Wednesday, 15 October 2014

On Writing in English


A new post in the series - Reminders to self




It is day 5 of Write Tribe's week-long challenge. The challenge today is to write a "Tips" post. Now who am I to give anyone any advice or tips on anything worthwhile?

But how about if this post becomes a means to remind me of some great advice or tips on something important? That would be excellent.

Day 4 had me write a post in Hindi, about Hindi. But English is what comes naturally to me when I write. Thus the thought came that I should write today about writing in English. And when it comes to writing good English who better to approach for some wonderful advice than Sri Aurobindo, the seer-poet who gave to the world its longest poem in English language, Savitri with 24,000 lines.

In the extracts quoted below, we find some very good suggestions or tips for writing English prose, which is why I find especially helpful for myself. Hope some of the readers will also find them helpful.

I can only say generally avoid over-writing; let all your sentences be the vehicle of something worth saying and say it with a vivid precision neither defective nor excessive. Don’t let either thought or speech trail or drag or circumvolute. Don’t let the language be more abundant than the sense. Don’t indulge in mere clever ingenuities without a living truth behind them. I think that is all. (14 June 1935)
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Your English is already correct as a rule. If you want style and expression, that is another matter. The usual outward means is to read good styles and impregnate oneself with them; it has of itself an influence on the writing. (27 May 1934)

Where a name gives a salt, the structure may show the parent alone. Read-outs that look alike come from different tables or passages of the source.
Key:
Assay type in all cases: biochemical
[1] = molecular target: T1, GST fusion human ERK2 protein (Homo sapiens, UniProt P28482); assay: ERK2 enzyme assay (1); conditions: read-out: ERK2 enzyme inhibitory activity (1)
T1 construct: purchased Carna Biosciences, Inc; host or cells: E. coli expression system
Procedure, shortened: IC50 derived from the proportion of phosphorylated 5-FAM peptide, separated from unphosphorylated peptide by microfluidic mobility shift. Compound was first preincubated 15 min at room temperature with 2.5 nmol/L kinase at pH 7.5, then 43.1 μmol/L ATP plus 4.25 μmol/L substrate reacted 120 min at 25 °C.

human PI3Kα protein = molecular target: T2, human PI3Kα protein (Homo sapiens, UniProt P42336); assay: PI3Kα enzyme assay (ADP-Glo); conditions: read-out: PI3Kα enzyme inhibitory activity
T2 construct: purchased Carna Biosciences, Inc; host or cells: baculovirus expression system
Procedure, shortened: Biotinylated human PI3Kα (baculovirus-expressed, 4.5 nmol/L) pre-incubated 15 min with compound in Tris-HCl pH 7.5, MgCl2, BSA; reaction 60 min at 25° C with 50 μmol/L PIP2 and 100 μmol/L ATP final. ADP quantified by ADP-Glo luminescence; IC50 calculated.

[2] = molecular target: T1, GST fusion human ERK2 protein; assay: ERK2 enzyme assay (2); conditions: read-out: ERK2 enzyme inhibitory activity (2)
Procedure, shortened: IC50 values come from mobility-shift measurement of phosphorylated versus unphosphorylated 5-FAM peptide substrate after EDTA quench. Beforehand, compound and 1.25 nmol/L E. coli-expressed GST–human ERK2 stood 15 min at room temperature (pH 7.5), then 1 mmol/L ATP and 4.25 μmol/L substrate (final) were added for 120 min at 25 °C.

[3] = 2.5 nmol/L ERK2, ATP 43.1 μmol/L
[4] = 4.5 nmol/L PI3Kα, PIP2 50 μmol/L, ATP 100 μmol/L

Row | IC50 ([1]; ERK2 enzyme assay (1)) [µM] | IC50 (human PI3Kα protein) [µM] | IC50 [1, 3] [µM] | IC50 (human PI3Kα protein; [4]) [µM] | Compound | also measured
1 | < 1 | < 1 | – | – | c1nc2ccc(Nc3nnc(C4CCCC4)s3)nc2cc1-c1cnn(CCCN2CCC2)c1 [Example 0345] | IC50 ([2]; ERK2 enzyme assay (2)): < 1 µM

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… Indians have naturally in writing English a tendency to be too coloured, sometimes flowery, sometimes rhetorical... One ought to have in writing English a style which is at its base capable of going to the point, saying with a simple and energetic straightforwardness what one means to say, so that one can add grace of language without disturbing this basis....It is surely better to write your own thoughts. The exercise of writing in your own words what another has said or written is a good exercise or test for accuracy, clear understanding of ideas, an observant intelligence...(16 May 1932)

~ Letters on Poetry and Art. Collected Works of Sri Aurobindo, Vol. 27, pp. 627-628

Image: Google

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For some more inspiring advice on writing from Sri Aurobindo you may want to click here and here.

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To see previous post in the series, Reminders to self, click here.
To see all posts in the series, click here.

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